There is no I in PARENT…
When you are talking to your child about their behavior, try to avoid the following “I” statements…
“I don’t like it when you scream in my face.”
“I am going to take away a toy.”
“I want you to make a good choice.”
“I am going to put you in timeout.”
All of these statements put you (the parent) in the driver’s seat. You will spend your day regulating their behavior instead of encouraging them to be in control of their choices. We want them to recognize the benefits of their good behavior; the ways that good choices influence their lives for the better. So next time you find yourself in a tug of war with your child try statements that give the ownership back to them like these:
“When you scream in my face you are telling me that you are too angry to a make a good choice. Take a break and come back when you are ready to talk nicely without screaming.” (The child should find a spot to cool down and take enough time to get their anger under control. They should return on their own time but only when they are ready to talk nicely without screaming)
“When you play with your toys too roughly, you are telling me that you aren’t taking care of them and you need a break from the toy.” (The child will have to put the toy in a break because they did not play nicely with it. The point is they caused it to be taken away and they can also cause it to stay put if they turn their behavior around).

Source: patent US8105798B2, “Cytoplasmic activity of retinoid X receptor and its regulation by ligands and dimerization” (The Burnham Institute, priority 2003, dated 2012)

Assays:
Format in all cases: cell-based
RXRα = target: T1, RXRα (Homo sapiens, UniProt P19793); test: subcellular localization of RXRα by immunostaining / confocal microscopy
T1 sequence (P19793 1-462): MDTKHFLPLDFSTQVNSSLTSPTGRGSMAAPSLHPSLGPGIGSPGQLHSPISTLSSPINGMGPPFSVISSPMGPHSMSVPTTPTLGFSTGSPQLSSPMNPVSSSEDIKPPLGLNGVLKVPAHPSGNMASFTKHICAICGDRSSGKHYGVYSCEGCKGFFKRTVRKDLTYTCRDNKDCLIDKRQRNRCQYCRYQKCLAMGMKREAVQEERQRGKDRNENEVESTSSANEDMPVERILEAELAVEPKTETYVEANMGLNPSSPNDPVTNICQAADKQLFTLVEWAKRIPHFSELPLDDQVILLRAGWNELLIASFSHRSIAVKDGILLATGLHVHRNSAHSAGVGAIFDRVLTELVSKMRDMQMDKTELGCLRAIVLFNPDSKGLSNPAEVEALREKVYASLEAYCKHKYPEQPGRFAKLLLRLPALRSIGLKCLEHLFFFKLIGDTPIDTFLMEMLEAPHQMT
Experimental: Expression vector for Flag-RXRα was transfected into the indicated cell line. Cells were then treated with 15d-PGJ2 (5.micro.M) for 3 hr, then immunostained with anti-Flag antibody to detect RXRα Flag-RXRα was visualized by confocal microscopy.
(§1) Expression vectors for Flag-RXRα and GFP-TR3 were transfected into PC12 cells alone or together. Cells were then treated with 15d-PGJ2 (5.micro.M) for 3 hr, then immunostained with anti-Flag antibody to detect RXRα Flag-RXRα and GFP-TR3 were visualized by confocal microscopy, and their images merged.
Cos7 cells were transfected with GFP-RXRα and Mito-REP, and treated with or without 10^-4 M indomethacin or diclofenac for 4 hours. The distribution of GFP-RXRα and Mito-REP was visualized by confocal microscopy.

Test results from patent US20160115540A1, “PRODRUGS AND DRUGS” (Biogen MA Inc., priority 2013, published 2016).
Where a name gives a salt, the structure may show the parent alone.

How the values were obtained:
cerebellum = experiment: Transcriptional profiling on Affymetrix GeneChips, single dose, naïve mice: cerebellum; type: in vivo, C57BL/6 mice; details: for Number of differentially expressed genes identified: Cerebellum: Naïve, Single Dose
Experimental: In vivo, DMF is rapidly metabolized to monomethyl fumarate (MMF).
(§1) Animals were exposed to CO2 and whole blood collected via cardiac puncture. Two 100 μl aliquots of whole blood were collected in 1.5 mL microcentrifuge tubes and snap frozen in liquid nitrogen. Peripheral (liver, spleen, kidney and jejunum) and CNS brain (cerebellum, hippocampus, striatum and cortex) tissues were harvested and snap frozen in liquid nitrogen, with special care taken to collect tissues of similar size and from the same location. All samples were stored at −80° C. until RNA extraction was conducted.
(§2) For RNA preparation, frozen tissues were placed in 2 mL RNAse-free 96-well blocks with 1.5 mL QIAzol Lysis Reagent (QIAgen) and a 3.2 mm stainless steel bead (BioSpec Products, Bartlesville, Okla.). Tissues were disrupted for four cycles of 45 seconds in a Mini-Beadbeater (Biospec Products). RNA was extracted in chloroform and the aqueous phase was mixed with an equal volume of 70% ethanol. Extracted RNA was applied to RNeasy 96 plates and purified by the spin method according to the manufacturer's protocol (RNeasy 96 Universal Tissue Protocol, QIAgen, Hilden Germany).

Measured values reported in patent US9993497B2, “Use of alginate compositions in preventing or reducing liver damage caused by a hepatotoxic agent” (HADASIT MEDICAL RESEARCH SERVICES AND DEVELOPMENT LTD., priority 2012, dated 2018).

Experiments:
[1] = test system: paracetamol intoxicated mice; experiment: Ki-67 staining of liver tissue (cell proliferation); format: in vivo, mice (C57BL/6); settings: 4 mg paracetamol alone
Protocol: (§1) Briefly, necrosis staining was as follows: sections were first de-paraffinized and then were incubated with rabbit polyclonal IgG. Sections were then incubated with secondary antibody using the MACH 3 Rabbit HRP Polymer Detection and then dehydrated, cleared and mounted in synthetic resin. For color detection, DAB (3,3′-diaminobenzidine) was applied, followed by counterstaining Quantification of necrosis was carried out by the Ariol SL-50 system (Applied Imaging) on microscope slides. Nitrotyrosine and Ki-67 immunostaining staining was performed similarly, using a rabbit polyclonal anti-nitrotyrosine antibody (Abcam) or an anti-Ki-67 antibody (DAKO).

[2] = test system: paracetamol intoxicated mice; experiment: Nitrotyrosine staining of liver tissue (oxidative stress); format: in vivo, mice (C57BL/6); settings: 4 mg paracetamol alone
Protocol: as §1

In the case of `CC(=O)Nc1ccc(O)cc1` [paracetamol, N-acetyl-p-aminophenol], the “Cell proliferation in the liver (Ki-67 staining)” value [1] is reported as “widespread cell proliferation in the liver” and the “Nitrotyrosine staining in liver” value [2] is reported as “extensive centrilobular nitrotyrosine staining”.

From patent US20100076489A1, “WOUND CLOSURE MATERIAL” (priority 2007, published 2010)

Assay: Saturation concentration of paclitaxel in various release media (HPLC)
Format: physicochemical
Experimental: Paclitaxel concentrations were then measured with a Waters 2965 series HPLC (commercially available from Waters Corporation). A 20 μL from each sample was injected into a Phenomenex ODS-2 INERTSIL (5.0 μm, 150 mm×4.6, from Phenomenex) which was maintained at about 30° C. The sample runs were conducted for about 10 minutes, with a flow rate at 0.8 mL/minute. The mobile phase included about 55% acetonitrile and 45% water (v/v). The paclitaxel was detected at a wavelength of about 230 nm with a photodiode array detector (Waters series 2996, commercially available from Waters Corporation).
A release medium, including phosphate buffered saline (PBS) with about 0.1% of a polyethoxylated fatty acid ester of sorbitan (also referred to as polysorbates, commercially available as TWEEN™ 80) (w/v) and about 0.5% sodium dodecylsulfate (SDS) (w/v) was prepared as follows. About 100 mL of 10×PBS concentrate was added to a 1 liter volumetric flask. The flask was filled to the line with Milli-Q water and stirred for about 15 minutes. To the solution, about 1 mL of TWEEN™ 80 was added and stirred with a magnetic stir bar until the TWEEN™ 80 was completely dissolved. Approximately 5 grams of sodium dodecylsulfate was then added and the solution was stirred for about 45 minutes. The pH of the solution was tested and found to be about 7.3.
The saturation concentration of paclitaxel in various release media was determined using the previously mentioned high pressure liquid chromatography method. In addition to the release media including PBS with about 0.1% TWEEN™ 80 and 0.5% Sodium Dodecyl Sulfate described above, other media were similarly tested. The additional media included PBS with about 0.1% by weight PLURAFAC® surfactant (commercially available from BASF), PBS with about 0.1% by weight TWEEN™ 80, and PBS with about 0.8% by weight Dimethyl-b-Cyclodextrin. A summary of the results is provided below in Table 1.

“If you make a good choice you can stay at the park. If you do not you will have to go home. I bet you can make a good choice that will turn your day around.” (The choices they make affect their day. When we act “non affected” by their choices then it is the child’s problem to turn it around so they can get the positive consequence they desire).
Once we take the “I” out of the discussion with our children, they have to take the behavior on themselves and not wait for us to reprimand and deliver consequences. It becomes their problem to fix, not ours. When we allow them to have the power to change their own behavior, we have helped them to see that they can control their responses and therefore control their day. By taking ourselves out of the equation it allows us to be less emotional about the choices they make.
Then the only “I”statements you will have to make will be positive reinforcement statements like these:
“I am proud of you.”
“I love you.”
“I knew you could do it.”
“I noticed you turned your day around.”
“I caught you making a good choice.”
“I like how you are playing nicely with your toys.”
Obviously all this is easier said then done. Here are some quick steps to better parenting…
1.Start out by paying attention to your responses to your child’s behavior.
2.Begin to put them in the drivers seat when it comes to regulating their behavior.
3.Choose positive reinforcing “I” statements that let them know you have faith that they can turn their day around on their own.
Give it a try! I know you can do this!